Study Funded by the National Hurricane Program to Focus on Areas Highest at Risk to Impacts from Tropical Storms, Including New York City, Long Island, and Lower-Mid-Hudson Regions
Initiative Includes Critical Partners Such as the Federal Emergency Management Agency, U.S. Army Corps of Engineers, National Hurricane Center, and Local Emergency Management Agencies
New York State’s Last Hurricane Evacuation Study Conducted in 2009, Prior to Devastating Tropical Storms, Including Sandy, Irene, Lee and Ida; Will Also Analyze Planning for Additional Hazards such as Flooding and Tornadoes
Governor Kathy Hochul today announced a new Hurricane Evacuation Study that will improve public safety planning efforts for the New York City, Long Island, and lower-Mid-Hudson regions prone to impacts from catastrophic tropical storms. The study will be conducted by the New York State Division of Homeland Security and Emergency Services in partnership with the Federal Emergency Management Agency, the U.S. Army Corps of Engineers, the National Hurricane Center, and local emergency management agencies, in New York City, Nassau and Suffolk counties on Long Island, and Westchester County. The State’s updated HES will be used to improve planning for the response to a catastrophic tropical storm, including potential hazards associated with tropical storms such as flooding, tornadoes, etc., sheltering resources and transportation issues, as well as other demographic and socioeconomic factors. This is the first statewide Hurricane Evacuation Study to be conducted since 2009.
“New Yorkers know all too well the devastating impacts tropical storms and hurricanes can bring to our coastal and inland communities along the Mid-Hudson to the eastern tip of Long Island, and everywhere in-between,” Governor Hochul said. “My number one priority is keeping New Yorkers safe, and we will work together with our federal partners and local governments to ensure our communities and their emergency managers have the knowledge, resources and tools necessary to prepare for future storms.”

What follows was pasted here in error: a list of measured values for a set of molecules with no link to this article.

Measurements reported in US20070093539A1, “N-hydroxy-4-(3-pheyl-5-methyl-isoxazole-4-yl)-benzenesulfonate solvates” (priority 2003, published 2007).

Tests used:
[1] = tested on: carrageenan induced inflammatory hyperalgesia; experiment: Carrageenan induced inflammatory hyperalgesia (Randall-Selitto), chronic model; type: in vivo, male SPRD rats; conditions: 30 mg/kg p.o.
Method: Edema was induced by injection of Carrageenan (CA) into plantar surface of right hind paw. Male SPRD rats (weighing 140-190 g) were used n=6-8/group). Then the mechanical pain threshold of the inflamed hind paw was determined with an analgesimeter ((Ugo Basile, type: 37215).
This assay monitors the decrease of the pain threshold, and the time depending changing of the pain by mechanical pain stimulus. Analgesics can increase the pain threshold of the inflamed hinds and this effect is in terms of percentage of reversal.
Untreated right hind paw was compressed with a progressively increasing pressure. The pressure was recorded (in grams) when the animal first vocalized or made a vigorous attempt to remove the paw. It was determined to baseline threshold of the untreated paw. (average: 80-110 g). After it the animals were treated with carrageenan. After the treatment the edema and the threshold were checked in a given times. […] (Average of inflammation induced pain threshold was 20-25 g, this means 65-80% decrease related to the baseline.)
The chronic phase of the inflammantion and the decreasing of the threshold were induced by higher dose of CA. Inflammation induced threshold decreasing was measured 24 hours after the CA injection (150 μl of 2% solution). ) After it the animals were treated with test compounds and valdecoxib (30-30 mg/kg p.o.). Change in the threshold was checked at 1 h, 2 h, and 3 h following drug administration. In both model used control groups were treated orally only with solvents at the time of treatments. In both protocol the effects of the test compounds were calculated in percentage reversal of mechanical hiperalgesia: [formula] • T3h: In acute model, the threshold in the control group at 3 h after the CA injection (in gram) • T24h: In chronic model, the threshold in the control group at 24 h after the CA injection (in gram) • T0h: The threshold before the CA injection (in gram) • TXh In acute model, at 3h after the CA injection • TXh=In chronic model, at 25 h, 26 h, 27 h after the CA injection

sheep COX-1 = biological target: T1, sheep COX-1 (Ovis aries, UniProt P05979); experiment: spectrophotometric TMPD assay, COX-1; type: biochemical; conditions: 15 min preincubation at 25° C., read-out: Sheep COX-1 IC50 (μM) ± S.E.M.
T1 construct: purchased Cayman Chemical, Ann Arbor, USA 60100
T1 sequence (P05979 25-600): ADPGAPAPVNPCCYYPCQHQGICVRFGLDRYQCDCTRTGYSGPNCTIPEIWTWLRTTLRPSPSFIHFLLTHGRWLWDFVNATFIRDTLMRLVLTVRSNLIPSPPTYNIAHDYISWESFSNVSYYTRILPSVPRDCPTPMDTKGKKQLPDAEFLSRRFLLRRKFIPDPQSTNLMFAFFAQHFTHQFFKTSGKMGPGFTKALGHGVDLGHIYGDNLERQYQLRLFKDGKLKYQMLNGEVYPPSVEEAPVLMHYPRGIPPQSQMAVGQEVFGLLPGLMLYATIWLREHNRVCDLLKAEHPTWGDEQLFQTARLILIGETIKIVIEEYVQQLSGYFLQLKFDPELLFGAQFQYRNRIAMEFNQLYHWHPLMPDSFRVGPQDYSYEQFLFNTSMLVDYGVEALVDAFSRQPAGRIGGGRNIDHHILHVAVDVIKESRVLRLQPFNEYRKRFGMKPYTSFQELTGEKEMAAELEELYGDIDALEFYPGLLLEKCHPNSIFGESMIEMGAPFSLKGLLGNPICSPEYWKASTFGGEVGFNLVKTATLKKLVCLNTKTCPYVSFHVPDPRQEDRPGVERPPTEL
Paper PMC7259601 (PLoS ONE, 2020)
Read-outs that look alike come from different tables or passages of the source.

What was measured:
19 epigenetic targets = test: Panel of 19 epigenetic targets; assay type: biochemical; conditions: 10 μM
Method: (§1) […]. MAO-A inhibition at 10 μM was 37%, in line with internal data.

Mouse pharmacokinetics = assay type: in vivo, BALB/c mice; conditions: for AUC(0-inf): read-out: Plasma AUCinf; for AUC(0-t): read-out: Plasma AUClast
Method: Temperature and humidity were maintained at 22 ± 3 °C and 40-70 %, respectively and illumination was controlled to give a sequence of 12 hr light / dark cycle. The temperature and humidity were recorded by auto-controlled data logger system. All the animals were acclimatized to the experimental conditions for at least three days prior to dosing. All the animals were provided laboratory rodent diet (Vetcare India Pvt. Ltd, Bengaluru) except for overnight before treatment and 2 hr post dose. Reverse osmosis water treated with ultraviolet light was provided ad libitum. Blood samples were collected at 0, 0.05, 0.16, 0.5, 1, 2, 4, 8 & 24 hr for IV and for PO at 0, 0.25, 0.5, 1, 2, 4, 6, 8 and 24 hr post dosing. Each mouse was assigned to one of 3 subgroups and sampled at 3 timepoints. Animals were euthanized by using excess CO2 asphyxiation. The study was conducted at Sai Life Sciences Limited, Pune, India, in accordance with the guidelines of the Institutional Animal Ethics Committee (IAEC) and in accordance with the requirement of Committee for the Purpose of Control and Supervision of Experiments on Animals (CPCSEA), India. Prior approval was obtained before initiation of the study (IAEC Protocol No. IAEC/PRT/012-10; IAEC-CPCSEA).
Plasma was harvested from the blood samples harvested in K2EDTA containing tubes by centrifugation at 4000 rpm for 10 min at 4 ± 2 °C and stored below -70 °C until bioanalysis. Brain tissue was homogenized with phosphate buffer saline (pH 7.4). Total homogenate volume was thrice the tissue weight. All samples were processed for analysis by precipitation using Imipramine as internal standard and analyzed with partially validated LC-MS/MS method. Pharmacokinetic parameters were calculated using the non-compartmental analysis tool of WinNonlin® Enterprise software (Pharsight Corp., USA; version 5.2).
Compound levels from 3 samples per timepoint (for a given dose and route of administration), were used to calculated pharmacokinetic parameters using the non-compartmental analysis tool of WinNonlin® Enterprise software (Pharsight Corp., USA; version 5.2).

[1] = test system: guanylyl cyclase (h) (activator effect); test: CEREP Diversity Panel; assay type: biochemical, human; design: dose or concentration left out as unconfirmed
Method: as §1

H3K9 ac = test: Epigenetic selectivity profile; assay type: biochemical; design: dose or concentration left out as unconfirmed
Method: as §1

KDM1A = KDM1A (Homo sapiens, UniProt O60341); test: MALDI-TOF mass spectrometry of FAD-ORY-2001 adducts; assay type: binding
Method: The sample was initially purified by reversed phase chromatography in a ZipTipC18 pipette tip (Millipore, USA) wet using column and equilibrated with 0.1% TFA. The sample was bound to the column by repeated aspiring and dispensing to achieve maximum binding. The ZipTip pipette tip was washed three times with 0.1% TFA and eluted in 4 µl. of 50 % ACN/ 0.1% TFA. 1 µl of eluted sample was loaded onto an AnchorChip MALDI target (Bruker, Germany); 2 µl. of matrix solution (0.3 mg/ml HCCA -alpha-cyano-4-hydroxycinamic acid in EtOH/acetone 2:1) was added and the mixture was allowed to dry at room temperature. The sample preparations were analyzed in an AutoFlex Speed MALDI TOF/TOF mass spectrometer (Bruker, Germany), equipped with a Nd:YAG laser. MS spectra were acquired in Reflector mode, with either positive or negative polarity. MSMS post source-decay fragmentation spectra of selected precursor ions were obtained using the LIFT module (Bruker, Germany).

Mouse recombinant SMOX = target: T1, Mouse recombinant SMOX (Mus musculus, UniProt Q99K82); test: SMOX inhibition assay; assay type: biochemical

Earlier this week, Governor Hochul and the National Hurricane Center announced Hurricane Preparedness Week in New York State, which runs from April 30 through May 6. The annual campaign reminds New Yorkers to review personal emergency preparedness plans and learn more about tropical storms and their impacts in advance of the Atlantic hurricane season.
New York State Division of Homeland Security and Emergency Services Commissioner Jackie Bray said, “Hurricanes and tropical storms are powerful events that cause coastal and inland flooding and dangerously high winds that too often result in the loss of life and significant infrastructure destruction, widespread power outages, and disruptions to communities. Over the next few years, we’ll be working hand in glove with your local emergency managers to update evacuation routes and plans that help keep you safe in the event of an oncoming dangerous tropical storm.”
The National Hurricane Program, which includes FEMA, USACE and the NHC, will provide funding for the Hurricane Evacuation Study. DHSES’ Office of Emergency Management recently kicked off the first two phases of the study – hazard and vulnerability analyses – with all relevant federal and local partners in government. These phases of the study are expected to be completed next fall.